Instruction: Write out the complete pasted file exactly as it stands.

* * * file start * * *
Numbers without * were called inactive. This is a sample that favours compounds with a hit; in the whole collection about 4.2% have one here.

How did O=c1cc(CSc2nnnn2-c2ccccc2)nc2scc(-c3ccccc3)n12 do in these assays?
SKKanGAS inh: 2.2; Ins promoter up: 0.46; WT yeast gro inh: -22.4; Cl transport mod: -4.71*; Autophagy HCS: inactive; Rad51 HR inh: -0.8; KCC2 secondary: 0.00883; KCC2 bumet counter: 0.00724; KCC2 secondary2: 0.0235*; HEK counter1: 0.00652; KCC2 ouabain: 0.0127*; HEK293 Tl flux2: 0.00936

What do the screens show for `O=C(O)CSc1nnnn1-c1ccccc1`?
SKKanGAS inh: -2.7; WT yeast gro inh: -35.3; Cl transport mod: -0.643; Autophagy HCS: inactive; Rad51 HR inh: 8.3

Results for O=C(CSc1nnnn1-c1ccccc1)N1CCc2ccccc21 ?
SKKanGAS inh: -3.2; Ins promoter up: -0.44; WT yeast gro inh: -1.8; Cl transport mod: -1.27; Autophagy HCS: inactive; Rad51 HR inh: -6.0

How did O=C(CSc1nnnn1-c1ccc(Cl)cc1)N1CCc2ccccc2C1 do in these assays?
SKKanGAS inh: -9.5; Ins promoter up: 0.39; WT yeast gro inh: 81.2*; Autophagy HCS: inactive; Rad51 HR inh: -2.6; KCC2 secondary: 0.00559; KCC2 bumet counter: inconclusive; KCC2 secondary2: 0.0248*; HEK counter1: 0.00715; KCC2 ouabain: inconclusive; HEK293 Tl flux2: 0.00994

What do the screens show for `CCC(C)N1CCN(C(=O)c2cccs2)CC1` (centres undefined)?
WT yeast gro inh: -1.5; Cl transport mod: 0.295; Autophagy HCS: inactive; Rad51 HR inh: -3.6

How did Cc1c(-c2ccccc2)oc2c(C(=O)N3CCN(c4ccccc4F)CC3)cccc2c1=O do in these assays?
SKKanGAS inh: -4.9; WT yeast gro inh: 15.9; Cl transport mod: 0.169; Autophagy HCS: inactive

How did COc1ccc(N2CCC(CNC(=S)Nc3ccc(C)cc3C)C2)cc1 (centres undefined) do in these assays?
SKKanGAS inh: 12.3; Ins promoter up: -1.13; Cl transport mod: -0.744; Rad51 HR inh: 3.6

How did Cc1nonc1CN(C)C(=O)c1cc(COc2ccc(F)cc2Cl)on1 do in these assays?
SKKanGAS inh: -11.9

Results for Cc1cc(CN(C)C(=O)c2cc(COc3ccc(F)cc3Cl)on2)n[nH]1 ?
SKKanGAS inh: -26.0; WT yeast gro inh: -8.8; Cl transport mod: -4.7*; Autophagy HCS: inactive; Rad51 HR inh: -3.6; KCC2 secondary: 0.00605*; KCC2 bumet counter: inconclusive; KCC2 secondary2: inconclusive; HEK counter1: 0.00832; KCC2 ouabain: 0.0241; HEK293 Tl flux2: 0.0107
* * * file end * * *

Numbers without * were called inactive. This is a sample that favours compounds with a hit; in the whole collection about 4.2% have one here.

How did O=c1cc(CSc2nnnn2-c2ccccc2)nc2scc(-c3ccccc3)n12 do in these assays?
SKKanGAS inh: 2.2; Ins promoter up: 0.46; WT yeast gro inh: -22.4; Cl transport mod: -4.71*; Autophagy HCS: inactive; Rad51 HR inh: -0.8; KCC2 secondary: 0.00883; KCC2 bumet counter: 0.00724; KCC2 secondary2: 0.0235*; HEK counter1: 0.00652; KCC2 ouabain: 0.0127*; HEK293 Tl flux2: 0.00936

What do the screens show for `O=C(O)CSc1nnnn1-c1ccccc1`?
SKKanGAS inh: -2.7; WT yeast gro inh: -35.3; Cl transport mod: -0.643; Autophagy HCS: inactive; Rad51 HR inh: 8.3

Results for O=C(CSc1nnnn1-c1ccccc1)N1CCc2ccccc21 ?
SKKanGAS inh: -3.2; Ins promoter up: -0.44; WT yeast gro inh: -1.8; Cl transport mod: -1.27; Autophagy HCS: inactive; Rad51 HR inh: -6.0

How did O=C(CSc1nnnn1-c1ccc(Cl)cc1)N1CCc2ccccc2C1 do in these assays?
SKKanGAS inh: -9.5; Ins promoter up: 0.39; WT yeast gro inh: 81.2*; Autophagy HCS: inactive; Rad51 HR inh: -2.6; KCC2 secondary: 0.00559; KCC2 bumet counter: inconclusive; KCC2 secondary2: 0.0248*; HEK counter1: 0.00715; KCC2 ouabain: inconclusive; HEK293 Tl flux2: 0.00994

What do the screens show for `CCC(C)N1CCN(C(=O)c2cccs2)CC1` (centres undefined)?
WT yeast gro inh: -1.5; Cl transport mod: 0.295; Autophagy HCS: inactive; Rad51 HR inh: -3.6

How did Cc1c(-c2ccccc2)oc2c(C(=O)N3CCN(c4ccccc4F)CC3)cccc2c1=O do in these assays?
SKKanGAS inh: -4.9; WT yeast gro inh: 15.9; Cl transport mod: 0.169; Autophagy HCS: inactive

How did COc1ccc(N2CCC(CNC(=S)Nc3ccc(C)cc3C)C2)cc1 (centres undefined) do in these assays?
SKKanGAS inh: 12.3; Ins promoter up: -1.13; Cl transport mod: -0.744; Rad51 HR inh: 3.6

How did Cc1nonc1CN(C)C(=O)c1cc(COc2ccc(F)cc2Cl)on1 do in these assays?
SKKanGAS inh: -11.9

Results for Cc1cc(CN(C)C(=O)c2cc(COc3ccc(F)cc3Cl)on2)n[nH]1 ?
SKKanGAS inh: -26.0; WT yeast gro inh: -8.8; Cl transport mod: -4.7*; Autophagy HCS: inactive; Rad51 HR inh: -3.6; KCC2 secondary: 0.00605*; KCC2 bumet counter: inconclusive; KCC2 secondary2: inconclusive; HEK counter1: 0.00832; KCC2 ouabain: 0.0241; HEK293 Tl flux2: 0.0107